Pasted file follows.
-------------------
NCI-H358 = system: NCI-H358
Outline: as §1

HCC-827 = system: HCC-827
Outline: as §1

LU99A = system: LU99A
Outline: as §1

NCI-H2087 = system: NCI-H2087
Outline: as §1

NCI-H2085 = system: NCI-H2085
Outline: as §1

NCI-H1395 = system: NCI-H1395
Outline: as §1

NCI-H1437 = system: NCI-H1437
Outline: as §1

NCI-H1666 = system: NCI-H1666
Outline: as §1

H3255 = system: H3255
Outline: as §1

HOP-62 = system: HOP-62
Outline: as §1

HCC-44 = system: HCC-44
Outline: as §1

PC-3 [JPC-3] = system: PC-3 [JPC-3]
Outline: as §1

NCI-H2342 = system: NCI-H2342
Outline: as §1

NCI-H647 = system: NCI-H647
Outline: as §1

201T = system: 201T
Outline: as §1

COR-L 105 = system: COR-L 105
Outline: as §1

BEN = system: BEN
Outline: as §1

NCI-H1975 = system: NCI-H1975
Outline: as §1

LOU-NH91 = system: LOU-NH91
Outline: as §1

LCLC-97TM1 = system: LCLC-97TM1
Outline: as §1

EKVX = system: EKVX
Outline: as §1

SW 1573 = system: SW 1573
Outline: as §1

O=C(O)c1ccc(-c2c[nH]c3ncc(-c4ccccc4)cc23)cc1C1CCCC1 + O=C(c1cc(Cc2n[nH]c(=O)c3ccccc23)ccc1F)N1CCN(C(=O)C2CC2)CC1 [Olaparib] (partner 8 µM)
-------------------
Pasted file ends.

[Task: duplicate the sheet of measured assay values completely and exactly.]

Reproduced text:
NCI-H358 = system: NCI-H358
Outline: as §1

HCC-827 = system: HCC-827
Outline: as §1

LU99A = system: LU99A
Outline: as §1

NCI-H2087 = system: NCI-H2087
Outline: as §1

NCI-H2085 = system: NCI-H2085
Outline: as §1

NCI-H1395 = system: NCI-H1395
Outline: as §1

NCI-H1437 = system: NCI-H1437
Outline: as §1

NCI-H1666 = system: NCI-H1666
Outline: as §1

H3255 = system: H3255
Outline: as §1

HOP-62 = system: HOP-62
Outline: as §1

HCC-44 = system: HCC-44
Outline: as §1

PC-3 [JPC-3] = system: PC-3 [JPC-3]
Outline: as §1

NCI-H2342 = system: NCI-H2342
Outline: as §1

NCI-H647 = system: NCI-H647
Outline: as §1

201T = system: 201T
Outline: as §1

COR-L 105 = system: COR-L 105
Outline: as §1

BEN = system: BEN
Outline: as §1

NCI-H1975 = system: NCI-H1975
Outline: as §1

LOU-NH91 = system: LOU-NH91
Outline: as §1

LCLC-97TM1 = system: LCLC-97TM1
Outline: as §1

EKVX = system: EKVX
Outline: as §1

SW 1573 = system: SW 1573
Outline: as §1

O=C(O)c1ccc(-c2c[nH]c3ncc(-c4ccccc4)cc23)cc1C1CCCC1 + O=C(c1cc(Cc2n[nH]c(=O)c3ccccc23)ccc1F)N1CCN(C(=O)C2CC2)CC1 [Olaparib] (partner 8 µM)